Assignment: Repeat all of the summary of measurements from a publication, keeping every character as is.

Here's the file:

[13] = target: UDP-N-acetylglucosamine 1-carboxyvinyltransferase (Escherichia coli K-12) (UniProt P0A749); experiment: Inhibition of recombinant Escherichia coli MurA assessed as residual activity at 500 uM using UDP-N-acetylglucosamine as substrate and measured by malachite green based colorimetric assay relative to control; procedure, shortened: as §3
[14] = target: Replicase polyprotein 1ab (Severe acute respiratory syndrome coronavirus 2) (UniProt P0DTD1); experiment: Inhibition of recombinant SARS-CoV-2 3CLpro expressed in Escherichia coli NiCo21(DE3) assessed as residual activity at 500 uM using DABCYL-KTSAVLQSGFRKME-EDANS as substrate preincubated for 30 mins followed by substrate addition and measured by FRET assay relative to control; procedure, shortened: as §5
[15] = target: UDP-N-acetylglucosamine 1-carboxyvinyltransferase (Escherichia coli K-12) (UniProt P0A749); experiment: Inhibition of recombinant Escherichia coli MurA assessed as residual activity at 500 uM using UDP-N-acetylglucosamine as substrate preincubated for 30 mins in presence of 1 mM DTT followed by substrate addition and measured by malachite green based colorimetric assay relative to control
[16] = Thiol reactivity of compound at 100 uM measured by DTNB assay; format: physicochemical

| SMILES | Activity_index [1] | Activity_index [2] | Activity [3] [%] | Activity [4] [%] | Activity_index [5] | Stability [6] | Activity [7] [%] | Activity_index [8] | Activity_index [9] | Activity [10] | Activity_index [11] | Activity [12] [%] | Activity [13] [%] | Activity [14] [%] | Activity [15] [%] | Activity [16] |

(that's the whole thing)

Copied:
[13] = target: UDP-N-acetylglucosamine 1-carboxyvinyltransferase (Escherichia coli K-12) (UniProt P0A749); experiment: Inhibition of recombinant Escherichia coli MurA assessed as residual activity at 500 uM using UDP-N-acetylglucosamine as substrate and measured by malachite green based colorimetric assay relative to control; procedure, shortened: as §3
[14] = target: Replicase polyprotein 1ab (Severe acute respiratory syndrome coronavirus 2) (UniProt P0DTD1); experiment: Inhibition of recombinant SARS-CoV-2 3CLpro expressed in Escherichia coli NiCo21(DE3) assessed as residual activity at 500 uM using DABCYL-KTSAVLQSGFRKME-EDANS as substrate preincubated for 30 mins followed by substrate addition and measured by FRET assay relative to control; procedure, shortened: as §5
[15] = target: UDP-N-acetylglucosamine 1-carboxyvinyltransferase (Escherichia coli K-12) (UniProt P0A749); experiment: Inhibition of recombinant Escherichia coli MurA assessed as residual activity at 500 uM using UDP-N-acetylglucosamine as substrate preincubated for 30 mins in presence of 1 mM DTT followed by substrate addition and measured by malachite green based colorimetric assay relative to control
[16] = Thiol reactivity of compound at 100 uM measured by DTNB assay; format: physicochemical

| SMILES | Activity_index [1] | Activity_index [2] | Activity [3] [%] | Activity [4] [%] | Activity_index [5] | Stability [6] | Activity [7] [%] | Activity_index [8] | Activity_index [9] | Activity [10] | Activity_index [11] | Activity [12] [%] | Activity [13] [%] | Activity [14] [%] | Activity [15] [%] | Activity [16] |